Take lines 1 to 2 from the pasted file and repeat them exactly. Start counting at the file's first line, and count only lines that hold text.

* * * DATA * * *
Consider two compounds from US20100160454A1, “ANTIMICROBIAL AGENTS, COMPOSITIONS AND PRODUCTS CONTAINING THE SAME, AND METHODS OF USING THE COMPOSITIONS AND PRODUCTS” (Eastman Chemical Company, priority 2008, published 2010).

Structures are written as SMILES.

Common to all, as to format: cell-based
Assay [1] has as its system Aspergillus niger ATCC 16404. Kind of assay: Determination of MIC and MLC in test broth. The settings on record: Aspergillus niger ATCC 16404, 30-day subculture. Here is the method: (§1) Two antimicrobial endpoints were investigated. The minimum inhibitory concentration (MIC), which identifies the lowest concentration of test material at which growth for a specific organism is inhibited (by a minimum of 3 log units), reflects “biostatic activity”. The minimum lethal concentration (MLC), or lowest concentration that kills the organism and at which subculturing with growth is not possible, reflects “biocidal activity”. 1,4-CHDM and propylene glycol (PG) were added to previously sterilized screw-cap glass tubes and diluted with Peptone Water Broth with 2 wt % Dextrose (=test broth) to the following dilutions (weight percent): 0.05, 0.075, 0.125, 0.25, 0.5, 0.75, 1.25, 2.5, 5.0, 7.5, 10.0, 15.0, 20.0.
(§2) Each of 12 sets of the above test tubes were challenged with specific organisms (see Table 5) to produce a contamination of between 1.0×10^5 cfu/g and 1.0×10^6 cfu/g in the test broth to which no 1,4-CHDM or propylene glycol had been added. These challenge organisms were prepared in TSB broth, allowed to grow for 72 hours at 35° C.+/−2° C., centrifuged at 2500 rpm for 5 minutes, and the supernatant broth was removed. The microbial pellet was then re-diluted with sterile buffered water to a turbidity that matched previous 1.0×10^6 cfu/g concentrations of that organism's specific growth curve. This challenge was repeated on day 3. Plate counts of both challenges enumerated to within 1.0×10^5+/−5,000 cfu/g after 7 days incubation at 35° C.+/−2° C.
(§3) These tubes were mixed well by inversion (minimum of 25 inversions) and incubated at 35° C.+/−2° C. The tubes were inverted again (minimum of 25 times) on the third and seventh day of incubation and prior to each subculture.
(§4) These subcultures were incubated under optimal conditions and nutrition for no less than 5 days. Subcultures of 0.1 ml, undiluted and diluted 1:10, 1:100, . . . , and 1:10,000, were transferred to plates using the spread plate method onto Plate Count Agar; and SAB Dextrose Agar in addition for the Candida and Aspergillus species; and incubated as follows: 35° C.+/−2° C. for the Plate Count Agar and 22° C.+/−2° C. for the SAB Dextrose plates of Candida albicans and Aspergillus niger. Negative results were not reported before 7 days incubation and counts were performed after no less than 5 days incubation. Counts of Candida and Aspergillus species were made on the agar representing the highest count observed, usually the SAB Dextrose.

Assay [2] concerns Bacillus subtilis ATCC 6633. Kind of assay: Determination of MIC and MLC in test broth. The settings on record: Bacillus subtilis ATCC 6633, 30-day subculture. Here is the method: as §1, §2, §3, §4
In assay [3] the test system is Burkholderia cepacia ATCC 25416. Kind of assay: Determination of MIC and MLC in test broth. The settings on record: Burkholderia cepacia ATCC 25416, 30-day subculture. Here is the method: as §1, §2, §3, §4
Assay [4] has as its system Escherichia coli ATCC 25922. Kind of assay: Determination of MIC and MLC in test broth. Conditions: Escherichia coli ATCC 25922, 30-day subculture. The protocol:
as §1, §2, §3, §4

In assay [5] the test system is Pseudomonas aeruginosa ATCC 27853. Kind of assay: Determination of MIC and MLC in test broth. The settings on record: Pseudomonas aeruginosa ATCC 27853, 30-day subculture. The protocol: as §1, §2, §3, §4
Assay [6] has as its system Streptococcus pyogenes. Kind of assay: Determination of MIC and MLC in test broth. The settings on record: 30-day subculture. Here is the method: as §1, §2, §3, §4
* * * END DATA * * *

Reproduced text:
Consider two compounds from US20100160454A1, “ANTIMICROBIAL AGENTS, COMPOSITIONS AND PRODUCTS CONTAINING THE SAME, AND METHODS OF USING THE COMPOSITIONS AND PRODUCTS” (Eastman Chemical Company, priority 2008, published 2010).

Structures are written as SMILES.